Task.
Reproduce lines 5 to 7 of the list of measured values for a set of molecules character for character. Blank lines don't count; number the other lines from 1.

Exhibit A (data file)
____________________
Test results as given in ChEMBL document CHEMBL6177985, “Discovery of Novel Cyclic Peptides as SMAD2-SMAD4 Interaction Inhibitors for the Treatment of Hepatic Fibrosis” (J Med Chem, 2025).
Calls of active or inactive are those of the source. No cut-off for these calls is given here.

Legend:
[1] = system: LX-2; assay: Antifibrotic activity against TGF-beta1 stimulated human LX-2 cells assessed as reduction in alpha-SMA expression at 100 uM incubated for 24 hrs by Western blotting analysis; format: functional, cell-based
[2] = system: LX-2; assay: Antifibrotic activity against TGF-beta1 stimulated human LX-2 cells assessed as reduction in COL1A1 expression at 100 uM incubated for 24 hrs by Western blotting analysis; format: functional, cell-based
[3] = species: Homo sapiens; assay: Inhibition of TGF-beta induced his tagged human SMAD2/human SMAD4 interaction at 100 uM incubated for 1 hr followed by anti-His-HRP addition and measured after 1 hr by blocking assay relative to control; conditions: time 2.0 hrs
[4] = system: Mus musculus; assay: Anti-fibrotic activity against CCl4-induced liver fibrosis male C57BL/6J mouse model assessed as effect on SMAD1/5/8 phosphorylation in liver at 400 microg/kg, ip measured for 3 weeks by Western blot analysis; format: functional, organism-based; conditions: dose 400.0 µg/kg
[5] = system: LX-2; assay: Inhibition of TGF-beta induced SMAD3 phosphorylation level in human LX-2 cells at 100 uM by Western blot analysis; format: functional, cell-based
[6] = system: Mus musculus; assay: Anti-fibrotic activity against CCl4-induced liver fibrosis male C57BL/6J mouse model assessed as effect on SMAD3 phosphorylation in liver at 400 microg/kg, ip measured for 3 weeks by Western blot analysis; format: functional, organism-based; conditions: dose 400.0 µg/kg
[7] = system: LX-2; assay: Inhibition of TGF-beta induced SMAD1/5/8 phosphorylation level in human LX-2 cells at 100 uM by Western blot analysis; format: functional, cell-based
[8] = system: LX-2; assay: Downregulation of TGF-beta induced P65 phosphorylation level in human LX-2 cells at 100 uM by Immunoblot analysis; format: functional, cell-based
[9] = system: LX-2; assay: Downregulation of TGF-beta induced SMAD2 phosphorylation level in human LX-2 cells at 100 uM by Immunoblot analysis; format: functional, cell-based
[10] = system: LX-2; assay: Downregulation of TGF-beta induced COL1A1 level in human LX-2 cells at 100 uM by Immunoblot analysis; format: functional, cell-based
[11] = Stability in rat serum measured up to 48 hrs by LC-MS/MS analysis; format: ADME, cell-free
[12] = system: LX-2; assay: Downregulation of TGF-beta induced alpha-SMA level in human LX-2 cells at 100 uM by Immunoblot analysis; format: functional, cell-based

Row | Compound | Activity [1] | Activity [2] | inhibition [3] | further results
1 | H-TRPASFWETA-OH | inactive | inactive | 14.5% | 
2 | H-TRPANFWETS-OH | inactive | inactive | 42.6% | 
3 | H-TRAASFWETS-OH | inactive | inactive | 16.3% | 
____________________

[2] = system: LX-2; assay: Antifibrotic activity against TGF-beta1 stimulated human LX-2 cells assessed as reduction in COL1A1 expression at 100 uM incubated for 24 hrs by Western blotting analysis; format: functional, cell-based
[3] = species: Homo sapiens; assay: Inhibition of TGF-beta induced his tagged human SMAD2/human SMAD4 interaction at 100 uM incubated for 1 hr followed by anti-His-HRP addition and measured after 1 hr by blocking assay relative to control; conditions: time 2.0 hrs
[4] = system: Mus musculus; assay: Anti-fibrotic activity against CCl4-induced liver fibrosis male C57BL/6J mouse model assessed as effect on SMAD1/5/8 phosphorylation in liver at 400 microg/kg, ip measured for 3 weeks by Western blot analysis; format: functional, organism-based; conditions: dose 400.0 µg/kg